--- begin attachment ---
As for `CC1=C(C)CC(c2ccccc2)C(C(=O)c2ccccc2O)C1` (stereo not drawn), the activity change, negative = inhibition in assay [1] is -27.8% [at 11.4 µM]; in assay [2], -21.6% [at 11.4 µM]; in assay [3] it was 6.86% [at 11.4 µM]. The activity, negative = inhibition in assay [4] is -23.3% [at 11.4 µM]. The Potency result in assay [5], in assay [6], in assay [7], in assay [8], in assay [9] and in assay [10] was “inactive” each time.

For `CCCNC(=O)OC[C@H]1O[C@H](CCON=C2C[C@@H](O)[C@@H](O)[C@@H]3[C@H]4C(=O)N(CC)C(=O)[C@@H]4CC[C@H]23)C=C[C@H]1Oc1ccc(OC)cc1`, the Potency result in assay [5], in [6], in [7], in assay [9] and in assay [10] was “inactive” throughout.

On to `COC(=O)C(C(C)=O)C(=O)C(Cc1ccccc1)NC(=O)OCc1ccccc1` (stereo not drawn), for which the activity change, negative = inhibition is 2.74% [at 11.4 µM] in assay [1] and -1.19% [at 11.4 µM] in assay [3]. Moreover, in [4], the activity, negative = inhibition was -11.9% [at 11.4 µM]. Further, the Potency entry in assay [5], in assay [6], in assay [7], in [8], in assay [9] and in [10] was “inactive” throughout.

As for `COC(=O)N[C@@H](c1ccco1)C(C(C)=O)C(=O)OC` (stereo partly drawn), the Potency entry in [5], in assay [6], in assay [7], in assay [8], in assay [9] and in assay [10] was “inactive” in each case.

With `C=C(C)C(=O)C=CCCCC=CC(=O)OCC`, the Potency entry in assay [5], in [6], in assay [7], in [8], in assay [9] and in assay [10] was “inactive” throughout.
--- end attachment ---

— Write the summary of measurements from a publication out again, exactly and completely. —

As for `CC1=C(C)CC(c2ccccc2)C(C(=O)c2ccccc2O)C1` (stereo not drawn), the activity change, negative = inhibition in assay [1] is -27.8% [at 11.4 µM]; in assay [2], -21.6% [at 11.4 µM]; in assay [3] it was 6.86% [at 11.4 µM]. The activity, negative = inhibition in assay [4] is -23.3% [at 11.4 µM]. The Potency result in assay [5], in assay [6], in assay [7], in assay [8], in assay [9] and in assay [10] was “inactive” each time.

For `CCCNC(=O)OC[C@H]1O[C@H](CCON=C2C[C@@H](O)[C@@H](O)[C@@H]3[C@H]4C(=O)N(CC)C(=O)[C@@H]4CC[C@H]23)C=C[C@H]1Oc1ccc(OC)cc1`, the Potency result in assay [5], in [6], in [7], in assay [9] and in assay [10] was “inactive” throughout.

On to `COC(=O)C(C(C)=O)C(=O)C(Cc1ccccc1)NC(=O)OCc1ccccc1` (stereo not drawn), for which the activity change, negative = inhibition is 2.74% [at 11.4 µM] in assay [1] and -1.19% [at 11.4 µM] in assay [3]. Moreover, in [4], the activity, negative = inhibition was -11.9% [at 11.4 µM]. Further, the Potency entry in assay [5], in assay [6], in assay [7], in [8], in assay [9] and in [10] was “inactive” throughout.

As for `COC(=O)N[C@@H](c1ccco1)C(C(C)=O)C(=O)OC` (stereo partly drawn), the Potency entry in [5], in assay [6], in assay [7], in assay [8], in assay [9] and in assay [10] was “inactive” in each case.

With `C=C(C)C(=O)C=CCCCC=CC(=O)OCC`, the Potency entry in assay [5], in [6], in assay [7], in [8], in assay [9] and in assay [10] was “inactive” throughout.